Poynter.org's Kristen Hare takes us into the Minneapolis Star Tribune newsroom to show us how video documentation has made a difference in the paper’s reporting over the past few weeks.

She wanted to see what people in Minneapolis were thinking and feeling. She wanted something with more context than what national news provides. Something deeper. And social-first video was the perfect format.

Lindsey Bahr and Marcela Isaza of the Chicago Sun-Times talk to filmmakers such as Steve James and Ashley O’Shay about how they've been filming the uprisings during the pandemic.

"I was concerned about my safety and health," O’Shaye said. "[But] it's important for me that we have black artists, people of color artists, behind the camera to capture these stories, to make sure that the people closest to the community are the ones that are deciding how the story is told."

Hanaa' Tameez of NiemanLab.org reports on the process that The New York Times followed in producing their "Quarantine Stories" series.

Things like using Zoom call interviews or answering viewer questions might seem small, but they help create more intimacy with the viewers during such a fraught time.

"When we’re forced to replicate how people are communicating in their daily lives in our reporting, there’s a barrier that’s no longer there," Khan said. "[Normally] there's the reporter-to-subject relationship, but then there’s also the reporter, subject, and audience relationship. Now everyone is experiencing things in a very similar way. We speak of the fourth wall, and I don't think there is a new wall because the way that I'm watching a video is the same way I'm calling my mom."

IndieWire's Tom Brueggemann speculates on the prospects of Trump appointee—and documentary filmmaker—Michael Pack taking the helm at Voice of America.

More concerning is that Pack is a political appointee, and Trump has long made his displeasure known regarding the VOA. Last month, he attacked its coverage of COVID-19, including claims that its interpretation of China’s role was the equivalent of Chinese propaganda. CNN sources indicate that post-urge, Pack's VOA will be led by Trump loyalists who include a board member from Christian fundamentalist group Liberty Counsel, and Jeffrey Shapiro, who once said he wanted to turn the VOA into "Bannon’s legacy."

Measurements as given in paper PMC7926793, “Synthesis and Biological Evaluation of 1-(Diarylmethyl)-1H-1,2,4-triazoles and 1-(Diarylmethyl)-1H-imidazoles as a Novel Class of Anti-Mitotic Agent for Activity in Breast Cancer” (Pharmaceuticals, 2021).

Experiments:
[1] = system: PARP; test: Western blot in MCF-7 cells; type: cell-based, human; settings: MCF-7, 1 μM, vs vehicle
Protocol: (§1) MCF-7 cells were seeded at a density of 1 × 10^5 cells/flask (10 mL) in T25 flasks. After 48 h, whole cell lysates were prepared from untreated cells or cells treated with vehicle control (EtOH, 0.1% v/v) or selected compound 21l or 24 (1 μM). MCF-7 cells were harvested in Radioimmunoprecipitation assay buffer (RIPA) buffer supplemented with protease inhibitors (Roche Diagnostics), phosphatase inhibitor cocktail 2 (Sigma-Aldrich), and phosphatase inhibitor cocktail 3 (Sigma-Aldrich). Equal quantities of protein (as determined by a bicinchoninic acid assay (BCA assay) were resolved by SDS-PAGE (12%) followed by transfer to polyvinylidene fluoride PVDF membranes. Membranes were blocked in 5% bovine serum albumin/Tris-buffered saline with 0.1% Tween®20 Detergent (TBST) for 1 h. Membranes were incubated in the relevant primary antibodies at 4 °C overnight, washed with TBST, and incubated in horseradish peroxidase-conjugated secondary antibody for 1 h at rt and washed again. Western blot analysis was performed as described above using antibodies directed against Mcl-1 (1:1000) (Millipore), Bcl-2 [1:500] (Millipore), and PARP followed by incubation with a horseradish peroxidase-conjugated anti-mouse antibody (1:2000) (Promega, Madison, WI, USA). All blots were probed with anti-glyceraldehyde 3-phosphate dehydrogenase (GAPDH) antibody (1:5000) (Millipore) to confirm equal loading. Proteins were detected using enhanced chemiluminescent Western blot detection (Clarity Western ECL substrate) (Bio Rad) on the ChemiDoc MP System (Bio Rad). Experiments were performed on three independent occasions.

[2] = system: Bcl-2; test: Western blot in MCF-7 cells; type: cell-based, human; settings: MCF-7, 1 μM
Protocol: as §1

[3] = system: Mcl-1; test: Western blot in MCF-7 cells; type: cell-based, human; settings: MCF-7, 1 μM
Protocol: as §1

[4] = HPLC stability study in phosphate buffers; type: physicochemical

Phoenix New Times' Josh Kelety reports on a doc series-in-progress about controversial former Arizona sheriff Joe Arpaio, for which he’ll be paid at least $10,000.

"To have an agreement, particularly with someone as controversial as Arpaio, to be compensated in a documentary about himself ... is really unheard of and quite disturbing," Simon Kilmurry added. "It is a worrying trend when we begin to see these edges blurred around what is ethical within the field."

From the Archive, Summer 2016 Issue: "Revaluing the Black Body: Changing the Visual Narrative Through Family Photographs"

Little did I know that the election (and re-election) of the nation's first African-American president would produce a profound crisis in the country. A Black president and a Black in the White House shifted the visual narrative, underlying the myths around race, family and power that form the bedrock of the country.

It wasn't long before filmmakers, artists and intellectuals of color began talking with one another about the backlash—even before the formation of the Tea Party and violent rhetoric echoing in the halls of Congress. We witnessed violent consequences on the streets in the form of encounters between citizens and the police that ushered in the #BlackLivesMatter movement. The writer James Baldwin, a trenchant observer of race relations, prophetically warned that we would find ourselves at the precipice of seeing our myths exposed and our identities called into question.


In the News

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Fledgling Fund To Refocus Its Giving Strategy

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Grasshopper Film Launches Streaming Platform

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Stacey Abrams Voting Rights Doc Acquired by Amazon 

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Best Documentaries about Black Queer Life

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Docs To Watch about Black Communities in Canada